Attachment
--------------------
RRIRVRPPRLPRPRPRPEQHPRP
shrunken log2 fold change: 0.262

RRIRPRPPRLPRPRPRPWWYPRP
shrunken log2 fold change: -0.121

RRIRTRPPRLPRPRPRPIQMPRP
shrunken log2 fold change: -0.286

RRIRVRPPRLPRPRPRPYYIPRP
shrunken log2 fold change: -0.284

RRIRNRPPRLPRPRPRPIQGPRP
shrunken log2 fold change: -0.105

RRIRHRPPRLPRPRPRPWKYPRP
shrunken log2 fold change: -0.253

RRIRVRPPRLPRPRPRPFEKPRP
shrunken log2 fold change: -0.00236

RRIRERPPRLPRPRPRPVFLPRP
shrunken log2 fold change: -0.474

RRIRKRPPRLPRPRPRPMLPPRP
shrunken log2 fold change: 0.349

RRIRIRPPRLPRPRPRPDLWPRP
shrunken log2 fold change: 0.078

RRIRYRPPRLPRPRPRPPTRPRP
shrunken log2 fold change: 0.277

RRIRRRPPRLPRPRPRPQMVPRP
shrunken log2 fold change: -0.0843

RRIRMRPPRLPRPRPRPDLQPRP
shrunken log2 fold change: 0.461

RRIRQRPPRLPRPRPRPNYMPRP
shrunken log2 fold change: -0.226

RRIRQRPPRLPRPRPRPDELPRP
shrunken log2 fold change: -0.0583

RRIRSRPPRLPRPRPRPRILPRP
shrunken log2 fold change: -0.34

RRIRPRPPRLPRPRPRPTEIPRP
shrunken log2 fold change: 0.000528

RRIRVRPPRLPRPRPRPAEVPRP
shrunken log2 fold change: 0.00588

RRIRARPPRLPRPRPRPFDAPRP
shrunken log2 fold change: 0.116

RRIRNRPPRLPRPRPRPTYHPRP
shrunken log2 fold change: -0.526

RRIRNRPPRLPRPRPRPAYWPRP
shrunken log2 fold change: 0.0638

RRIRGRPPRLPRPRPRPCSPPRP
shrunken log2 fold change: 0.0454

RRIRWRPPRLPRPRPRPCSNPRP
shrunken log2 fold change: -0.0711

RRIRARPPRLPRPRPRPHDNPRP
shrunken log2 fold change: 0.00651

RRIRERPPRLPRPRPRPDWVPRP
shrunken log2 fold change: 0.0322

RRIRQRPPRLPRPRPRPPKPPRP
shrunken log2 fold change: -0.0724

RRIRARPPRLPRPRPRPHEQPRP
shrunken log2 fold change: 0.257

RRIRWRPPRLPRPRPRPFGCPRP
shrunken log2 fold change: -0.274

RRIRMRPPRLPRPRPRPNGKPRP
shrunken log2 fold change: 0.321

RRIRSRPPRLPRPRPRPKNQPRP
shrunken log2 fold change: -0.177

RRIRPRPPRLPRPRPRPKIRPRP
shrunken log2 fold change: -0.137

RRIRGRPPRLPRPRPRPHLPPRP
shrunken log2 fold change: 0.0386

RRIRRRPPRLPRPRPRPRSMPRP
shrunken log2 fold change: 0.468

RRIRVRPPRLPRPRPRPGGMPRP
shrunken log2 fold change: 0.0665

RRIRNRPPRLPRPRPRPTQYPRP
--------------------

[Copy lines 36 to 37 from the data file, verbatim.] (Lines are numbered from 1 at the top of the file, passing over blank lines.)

shrunken log2 fold change: 0.00588

RRIRARPPRLPRPRPRPFDAPRP